There are many schools of thought about the optimal way to build daily fantasy soccer rosters. The options available to you, and their price points, play a huge role in your selections. So, where does it make the most sense to spend up or save? While there are many different answers to this question, here are the pros and cons of spending up at each position, so you can decide for yourself.
PRO: The most expensive keepers each week, tend to be the ones playing in home games against inferior opponents. They have a very high likelihood of picking up the win, as well as a clean sheet bonus. That double is worth a 10 fantasy point bonus, which should be your main goal when selecting a keeper. They are very safe cash game options for you, and they probably won’t be the reason you lose a GPP. They are safe and dependable, which usually leads to them being highly owned as well.
CON: These expensive keepers are usually expected to have a light workload, as their team dominates chances and possession. Each save is worth 2 fantasy points, but if a keeper does not see a lot of shots he cannot rack up the saves. A cheaper goalkeeper in a closer game, that can keep a clean sheet, may also have 4 saves in the process. That would amount to an 18 fantasy day (8 points for his 4 saves and 10 points for his clean sheet), where a more expensive keeper may not record any saves on their way to a clean sheet. There’s a balance that needs to be struck between safety and opportunity. If you are playing a cash game, then you should probably look towards the safer option, which is the more expensive one. For a large field GPP, it makes more sense to look for the upside a clean sheet with few saves can get you, which is usually at a lower price, as well.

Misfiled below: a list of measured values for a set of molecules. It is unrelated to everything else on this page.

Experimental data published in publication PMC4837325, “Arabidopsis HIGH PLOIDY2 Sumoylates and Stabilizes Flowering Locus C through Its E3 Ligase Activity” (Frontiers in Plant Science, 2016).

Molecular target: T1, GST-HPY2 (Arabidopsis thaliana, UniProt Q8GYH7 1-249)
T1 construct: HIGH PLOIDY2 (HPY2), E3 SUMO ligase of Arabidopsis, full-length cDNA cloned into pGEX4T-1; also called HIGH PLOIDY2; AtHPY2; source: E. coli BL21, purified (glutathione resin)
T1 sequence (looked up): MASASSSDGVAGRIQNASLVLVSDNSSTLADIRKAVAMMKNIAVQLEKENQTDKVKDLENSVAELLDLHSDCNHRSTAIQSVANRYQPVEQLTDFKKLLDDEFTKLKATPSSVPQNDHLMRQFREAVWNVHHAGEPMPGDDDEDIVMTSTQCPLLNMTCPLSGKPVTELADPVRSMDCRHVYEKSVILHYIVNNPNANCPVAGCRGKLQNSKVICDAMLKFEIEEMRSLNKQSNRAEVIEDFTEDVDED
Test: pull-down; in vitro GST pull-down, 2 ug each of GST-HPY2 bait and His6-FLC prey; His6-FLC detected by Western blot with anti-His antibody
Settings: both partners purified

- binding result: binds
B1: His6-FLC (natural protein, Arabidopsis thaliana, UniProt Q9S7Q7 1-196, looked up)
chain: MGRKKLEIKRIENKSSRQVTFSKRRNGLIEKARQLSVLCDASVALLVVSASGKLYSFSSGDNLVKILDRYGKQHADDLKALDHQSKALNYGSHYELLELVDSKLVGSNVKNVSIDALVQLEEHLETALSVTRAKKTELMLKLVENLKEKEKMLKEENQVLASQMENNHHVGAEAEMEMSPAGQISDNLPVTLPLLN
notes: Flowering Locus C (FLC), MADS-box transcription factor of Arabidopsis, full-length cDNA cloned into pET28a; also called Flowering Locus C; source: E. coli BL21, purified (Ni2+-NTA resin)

PRO: Defenders who cost top dollar tend to be the guys who score double digit fantasy points most often. Due to their style of play, they also tend to be the most consistent scorers in that range. It usually takes at least one defender on your team to reach double digits, and, most times, it takes both in order to reach the top of the leaderboard. While many top defenders reach this plateau 60% of the time or more, the cheaper options probably achieve this closer to 25%. The dollar amount difference between the top defenders ($5000) and the average player ($3800) at the position is the smallest of all the positions, so you get the most bang for your buck here as far as potential for scoring.
CON: Paying up for defense all but ensures you cannot afford the big strikers without taking a minimum price player somewhere else. Without forcing yourself to select a minimum price player somewhere in your lineup, stacking your back 3 (goalkeeper and two defenders) can maximize your points. By selecting two low-priced, high-value defenders on the same team as your keeper, this will allow for the maximum number of points if a clean sheet is held. Both defenders will receive a clean sheet bonus, along with the keeper. This strategy is relied upon by those who choose not to spend top dollar at the defender position.